In its young incarnation, Evernote — an online service for note taking, organizing, and archiving — was solely focused on note taking by the individual user.
For the next stage in its growth, the company wanted to add sharing so that a notebook owner could collaborate with other people.
Evernote implemented sharing as designed across all of their supported platforms, where it continues to be a key factor in user adoption and growth.
I worked directly with Evernote’s management team to work out and define the sharing requirements and then to design the entire sharing system from interaction to interface, for both web/desktop and mobile.
The business goal and requirement for the project was simply to add social sharing of notebooks.
From this starting point, a group workshop and series of working meetings developed the range and scope of the feature. An emphasis on security and personal control of content resolved into core product concepts.
A notebook owner would be able to invite specific people to their notebook. When the recipient accepted the invitation, the shared notebook would become part of their Evernote account alongside their own existing personal notebooks, with full editing abilities.
A notebook owner could “publish” a notebook publicly, making it available in read-only format on the web to anyone via a unique URL. This provides a type of blog or embedded content publishing capability.
To summarize the resulting ideas and to ground the project in the user experience, several top-level user scenarios were defined that covered all of the primary tasks that a user needed to be able to accomplish:
With these core scenarios as a framework, the tasks were then enriched and expanded down to the page level detail so that there was a complete end-to-end user experience that included all of the supporting elements and features that were necessary and desirable.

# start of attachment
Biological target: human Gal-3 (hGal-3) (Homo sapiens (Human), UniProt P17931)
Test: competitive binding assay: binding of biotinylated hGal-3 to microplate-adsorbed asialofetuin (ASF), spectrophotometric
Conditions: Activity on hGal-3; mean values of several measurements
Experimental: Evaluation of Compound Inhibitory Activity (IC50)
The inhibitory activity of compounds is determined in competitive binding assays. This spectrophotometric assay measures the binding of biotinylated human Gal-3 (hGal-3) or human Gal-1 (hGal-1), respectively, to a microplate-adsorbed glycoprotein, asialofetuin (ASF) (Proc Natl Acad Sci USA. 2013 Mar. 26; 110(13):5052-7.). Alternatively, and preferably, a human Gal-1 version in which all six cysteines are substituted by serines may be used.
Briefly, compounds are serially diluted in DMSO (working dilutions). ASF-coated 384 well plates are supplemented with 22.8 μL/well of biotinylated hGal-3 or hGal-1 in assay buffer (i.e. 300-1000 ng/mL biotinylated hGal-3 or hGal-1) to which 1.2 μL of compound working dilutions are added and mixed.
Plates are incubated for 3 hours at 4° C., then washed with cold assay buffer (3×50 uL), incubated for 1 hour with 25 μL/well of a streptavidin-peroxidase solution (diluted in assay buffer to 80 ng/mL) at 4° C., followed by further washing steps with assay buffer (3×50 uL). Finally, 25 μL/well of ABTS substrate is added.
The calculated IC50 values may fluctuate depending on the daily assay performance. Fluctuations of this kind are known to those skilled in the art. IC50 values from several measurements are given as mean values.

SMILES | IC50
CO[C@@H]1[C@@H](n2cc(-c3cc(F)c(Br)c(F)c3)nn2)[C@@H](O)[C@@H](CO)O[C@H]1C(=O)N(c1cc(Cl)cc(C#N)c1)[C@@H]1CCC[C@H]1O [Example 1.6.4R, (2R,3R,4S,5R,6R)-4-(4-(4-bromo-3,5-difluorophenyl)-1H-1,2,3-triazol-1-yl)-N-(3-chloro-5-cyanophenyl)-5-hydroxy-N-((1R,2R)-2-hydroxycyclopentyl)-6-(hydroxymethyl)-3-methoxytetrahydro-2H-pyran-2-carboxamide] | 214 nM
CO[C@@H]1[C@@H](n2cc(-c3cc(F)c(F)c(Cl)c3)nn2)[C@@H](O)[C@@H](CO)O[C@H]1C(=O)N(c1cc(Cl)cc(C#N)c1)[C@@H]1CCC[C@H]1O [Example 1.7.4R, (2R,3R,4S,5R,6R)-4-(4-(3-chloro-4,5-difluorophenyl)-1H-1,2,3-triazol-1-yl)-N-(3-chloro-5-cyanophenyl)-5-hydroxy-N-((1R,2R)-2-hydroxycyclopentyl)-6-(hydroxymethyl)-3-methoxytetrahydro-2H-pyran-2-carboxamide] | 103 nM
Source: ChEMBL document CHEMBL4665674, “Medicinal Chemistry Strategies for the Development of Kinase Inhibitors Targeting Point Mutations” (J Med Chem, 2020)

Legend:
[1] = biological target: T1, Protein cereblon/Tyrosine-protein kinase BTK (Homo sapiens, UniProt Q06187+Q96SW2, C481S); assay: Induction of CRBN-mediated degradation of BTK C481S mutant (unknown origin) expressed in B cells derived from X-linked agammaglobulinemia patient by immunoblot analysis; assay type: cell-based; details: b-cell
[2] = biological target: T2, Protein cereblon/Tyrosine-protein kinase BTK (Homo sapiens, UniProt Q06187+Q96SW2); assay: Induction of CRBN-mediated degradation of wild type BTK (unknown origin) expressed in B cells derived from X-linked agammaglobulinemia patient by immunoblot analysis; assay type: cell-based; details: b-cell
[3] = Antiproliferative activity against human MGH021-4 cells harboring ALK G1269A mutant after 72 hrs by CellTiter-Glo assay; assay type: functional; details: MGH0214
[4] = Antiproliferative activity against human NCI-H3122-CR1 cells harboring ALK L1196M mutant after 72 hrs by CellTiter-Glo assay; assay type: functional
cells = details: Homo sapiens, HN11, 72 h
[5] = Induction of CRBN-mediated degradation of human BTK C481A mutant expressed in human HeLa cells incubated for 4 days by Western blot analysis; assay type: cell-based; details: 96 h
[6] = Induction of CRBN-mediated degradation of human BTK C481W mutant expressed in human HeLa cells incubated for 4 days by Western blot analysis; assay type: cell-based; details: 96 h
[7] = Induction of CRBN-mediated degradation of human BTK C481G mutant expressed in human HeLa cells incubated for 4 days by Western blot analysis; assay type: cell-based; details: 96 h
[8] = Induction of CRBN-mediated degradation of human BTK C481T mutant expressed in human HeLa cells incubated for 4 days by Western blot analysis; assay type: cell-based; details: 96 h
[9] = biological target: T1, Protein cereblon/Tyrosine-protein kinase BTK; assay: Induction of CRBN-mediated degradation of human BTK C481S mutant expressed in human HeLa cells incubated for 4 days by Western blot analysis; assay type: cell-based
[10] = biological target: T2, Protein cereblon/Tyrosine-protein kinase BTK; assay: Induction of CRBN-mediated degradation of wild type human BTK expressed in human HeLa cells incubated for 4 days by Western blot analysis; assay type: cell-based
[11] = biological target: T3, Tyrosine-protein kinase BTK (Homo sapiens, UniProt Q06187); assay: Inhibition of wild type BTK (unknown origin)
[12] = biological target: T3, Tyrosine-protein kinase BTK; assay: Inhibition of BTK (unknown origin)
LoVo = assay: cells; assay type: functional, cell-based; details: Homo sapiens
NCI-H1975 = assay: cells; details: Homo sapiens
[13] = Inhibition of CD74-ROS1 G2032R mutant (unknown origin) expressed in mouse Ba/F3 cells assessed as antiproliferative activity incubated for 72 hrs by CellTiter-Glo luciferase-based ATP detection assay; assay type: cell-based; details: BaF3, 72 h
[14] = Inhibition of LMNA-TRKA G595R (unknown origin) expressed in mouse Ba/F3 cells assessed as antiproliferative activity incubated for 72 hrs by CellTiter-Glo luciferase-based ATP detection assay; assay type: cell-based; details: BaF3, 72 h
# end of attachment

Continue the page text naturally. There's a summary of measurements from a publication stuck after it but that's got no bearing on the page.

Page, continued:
With desktop and web clients as the first priority, a complete interaction design (user flows) mapped out the entire scope of features and cases (including error states, concurrency mismatches, etc.).
Since the native desktop clients (Mac and PC) behaved exactly the same as the web client, only one design was needed for both the web and the desktop experience; when implemented it would use the platform’s own style.
Once the overall flows were finalized, a comprehensive working web prototype was built to model all of the interactions and behaviors. After iterative review and revision, the prototype was developed into the reference and final deliverable for the engineering teams to implement.
The mobile experience narrowed down to just the tasks of privately sharing and unsharing a notebook, simplifying the super-set of functionality for the mobile context and available capabilities, and coordinating with the desktop apps to create a consistent experience across all of the targeted devices and platforms.
Because of the state of the mobile landscape at the time of the project, the mobile experience was designed for a common-denominator feature-phone that would allow it to be delivered to the largest number of clients, including feature phones, using standards-compliant XHTML, accessibility features, and the technologies available.
Later, as specific smartphone apps were developed by Evernote, the general interaction was adapted and implemented in the phone’s native technology.